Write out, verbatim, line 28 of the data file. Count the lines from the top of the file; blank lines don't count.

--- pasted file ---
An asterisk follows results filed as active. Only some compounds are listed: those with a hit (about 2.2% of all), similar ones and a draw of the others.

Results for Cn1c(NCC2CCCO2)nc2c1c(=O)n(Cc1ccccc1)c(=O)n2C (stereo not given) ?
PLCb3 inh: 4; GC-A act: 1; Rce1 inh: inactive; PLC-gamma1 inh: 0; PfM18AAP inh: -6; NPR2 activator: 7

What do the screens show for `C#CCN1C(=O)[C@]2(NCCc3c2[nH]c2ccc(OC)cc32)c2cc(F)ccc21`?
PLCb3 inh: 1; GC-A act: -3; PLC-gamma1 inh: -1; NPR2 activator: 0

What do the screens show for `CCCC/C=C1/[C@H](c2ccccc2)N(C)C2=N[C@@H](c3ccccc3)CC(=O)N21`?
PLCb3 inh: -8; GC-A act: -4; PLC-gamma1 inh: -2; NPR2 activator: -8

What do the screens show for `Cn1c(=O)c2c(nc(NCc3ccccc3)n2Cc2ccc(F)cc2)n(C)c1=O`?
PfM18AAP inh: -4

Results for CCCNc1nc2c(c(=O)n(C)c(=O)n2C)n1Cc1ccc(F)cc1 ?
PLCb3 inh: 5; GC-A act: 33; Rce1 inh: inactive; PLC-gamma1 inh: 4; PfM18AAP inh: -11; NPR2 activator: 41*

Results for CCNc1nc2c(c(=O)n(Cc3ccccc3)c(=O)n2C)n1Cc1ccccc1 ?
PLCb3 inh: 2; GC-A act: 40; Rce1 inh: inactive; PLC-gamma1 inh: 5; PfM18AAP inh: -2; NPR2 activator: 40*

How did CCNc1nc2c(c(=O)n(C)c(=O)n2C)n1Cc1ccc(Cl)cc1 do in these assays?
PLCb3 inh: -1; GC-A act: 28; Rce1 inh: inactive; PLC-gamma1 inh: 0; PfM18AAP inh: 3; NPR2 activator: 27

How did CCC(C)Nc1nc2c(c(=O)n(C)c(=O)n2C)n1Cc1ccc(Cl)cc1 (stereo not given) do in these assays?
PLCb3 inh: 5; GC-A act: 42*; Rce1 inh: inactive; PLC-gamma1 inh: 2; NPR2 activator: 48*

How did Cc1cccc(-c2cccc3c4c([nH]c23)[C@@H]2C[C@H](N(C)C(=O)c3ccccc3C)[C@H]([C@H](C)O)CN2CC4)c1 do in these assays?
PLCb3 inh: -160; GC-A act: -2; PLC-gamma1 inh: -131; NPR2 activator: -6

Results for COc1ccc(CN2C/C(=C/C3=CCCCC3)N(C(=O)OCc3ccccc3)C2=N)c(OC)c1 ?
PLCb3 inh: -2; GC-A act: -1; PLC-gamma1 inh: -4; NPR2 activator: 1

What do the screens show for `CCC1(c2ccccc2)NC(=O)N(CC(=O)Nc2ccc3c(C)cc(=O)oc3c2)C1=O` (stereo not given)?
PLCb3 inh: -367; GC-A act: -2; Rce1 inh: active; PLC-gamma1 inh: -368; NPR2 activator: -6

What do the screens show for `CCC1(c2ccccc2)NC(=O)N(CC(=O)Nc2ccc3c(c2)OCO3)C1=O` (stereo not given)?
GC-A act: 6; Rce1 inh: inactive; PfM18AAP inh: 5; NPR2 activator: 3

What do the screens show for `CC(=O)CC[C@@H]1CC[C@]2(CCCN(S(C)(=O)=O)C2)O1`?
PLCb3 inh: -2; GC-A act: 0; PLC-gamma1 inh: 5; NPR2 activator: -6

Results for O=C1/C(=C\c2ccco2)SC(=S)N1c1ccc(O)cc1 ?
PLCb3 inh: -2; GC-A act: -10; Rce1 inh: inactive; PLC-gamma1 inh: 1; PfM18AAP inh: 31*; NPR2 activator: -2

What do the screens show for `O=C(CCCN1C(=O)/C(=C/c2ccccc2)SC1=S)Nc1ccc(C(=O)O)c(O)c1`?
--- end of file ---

Results for O=C1/C(=C\c2ccco2)SC(=S)N1c1ccc(O)cc1 ?